17. Dave said:

    I think it all comes down to the parents. I’m the father of a 7-year old, and while I’m in the business of marketing online, I try to make sure he reads something (offline) each day. My wife is great at encouraging reading, which definitely helps.

    That being said, whenever he asks me something I can’t answer (which seems to happen more and more frequently as he gets older) the first place I look is Google.

    Perhaps it’s just a question of moderation.

  18. Dianna Huff said:

    Does reading necessarily mean reading the printed page? My son and I have been listening to books on CD. We just finished The Secret Life of Bees and are now listening to, The Strange Incident of the Dog in the Night.

    Both are fabulous books and we’re both enjoying listening to them. Are we getting the same value as we would have with reading?

  19. Bob Bly said:

    Dianna: as you know, I love audio learning. Having said that, yes, I think reading means the printed page, not audio, DVD, or even the Internet. Each is a different learning mode with its pros and cons. Reading requires a sustained concentration that watching and listening do not. It also forces the reader to contribute more: the narrator of an audio can convey emotion with tone of voice, a tool not available on the printed page.

  20. Tom Messner said:

    Interesting ad from the 1970s:
    “Marshall McLuhan said the printed word is obsolete. To prove it, he
    wrote 16 books.”

  21. Kelja said:

    To those who don’t think reading is dead: you surround yourself with like-minded people (those who read extensively) and, hence, do not see the reality.

    Most of the country and the world either can’t read or do not care to read. 50 years of awful, politically-correct public education has dumbed down our children. There are exceptions to be sure – my 2nd grade daughter reads and spells at a 6th grade level (she’s in private school) – but she’s the exception. I see many high schoolers that are functional illiterates, or read at below 3rd grade levels. And this is in ‘good’ school districts.

    Books, at least serious, thoughtful ones, are in serious decline. Thoughtful & reasoned debate is gone from the scene as well.

  22. The Copywriter's Crucible said:

    Can You Write Shorter and Simpler?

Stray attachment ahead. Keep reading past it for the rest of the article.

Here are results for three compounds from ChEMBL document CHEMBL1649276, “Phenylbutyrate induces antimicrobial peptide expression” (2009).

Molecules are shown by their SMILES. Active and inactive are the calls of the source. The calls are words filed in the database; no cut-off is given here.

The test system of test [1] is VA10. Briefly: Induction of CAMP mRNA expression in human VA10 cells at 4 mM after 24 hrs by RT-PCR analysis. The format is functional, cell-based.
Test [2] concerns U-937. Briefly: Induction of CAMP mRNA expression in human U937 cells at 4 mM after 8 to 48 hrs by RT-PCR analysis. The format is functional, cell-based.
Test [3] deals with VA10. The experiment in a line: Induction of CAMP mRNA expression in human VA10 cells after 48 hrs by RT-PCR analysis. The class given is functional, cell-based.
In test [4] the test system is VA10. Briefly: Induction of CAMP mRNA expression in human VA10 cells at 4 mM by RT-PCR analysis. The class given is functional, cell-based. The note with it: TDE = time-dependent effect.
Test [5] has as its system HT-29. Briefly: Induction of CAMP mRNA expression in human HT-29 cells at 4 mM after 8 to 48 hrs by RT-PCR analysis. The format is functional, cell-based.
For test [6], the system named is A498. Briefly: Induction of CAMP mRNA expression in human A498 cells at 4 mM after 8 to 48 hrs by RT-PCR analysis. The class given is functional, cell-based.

As shocking as it might be to some writers, not everybody reads regularly.
    In fact, most stop reading books after they’ve left school. It’s questionable whether some even started.
    Many would suggest that TV and other modern distractions ar…

  23. Tom Messner said:

    Ans even the writers are not writing.
    Check out
    to see the full effect of the writer’s strike
    which, when added to the reader’s strike which has become apparently pandemic,
    means that
    was right as usual…

  24. BookWise said:

    I am a passionate booklover and so I am inclined to be dismayed by what appears to be a decline in the love of reading by my children and their contemporaries. However when I look closely I see that although they do not always have their nose in a book as I did, they are constantly reading… My son actually learned how to read (and do arithmetic) by playing Pokemon. He progressed to RPGs and then to the manuals for the games and then to the literature that inspired the games. My daughter became literate through online chats with her drama queen friends and then progressed to drama and now loves theatre. It took them some time to learn standard English spelling but now they are proficient and completely hooked on reading. They came to it by a different path but the point is that they got there.

  25. Robert Kopacz said:

    All this talk about reading misses the point. If we had the options for receiving information that young people have today when we were younger, we (meaning people like myself who are Bob’s age) might have been reading less back then (and now). People are attracted to, and learn from (or are sold by), well told stories. Whether they are delivered using audio, video, or text is less important. Eventually, those who learn using audio-visual media and seek deeper meaning will turn to reading to enhance their knowledge, because neither video nor audio can deliver the depth and analysis that reading can.

  26. Jim Furr said:


    If you knew what passes for reading in (most of) our public schools you would not be asking your question.

    I was overlooked in school because they did not understand dyslexia back then (I am 56). I started to read a LOT at around age 17 and Then got my education. I graduated university at age 39.

    “Hooked On Phonics” is the only way to go – don’t give your kids up to public education, do it yourself.

    Phonics is the Old School way to teach reading.

    Just Do It!

    Jim Furr <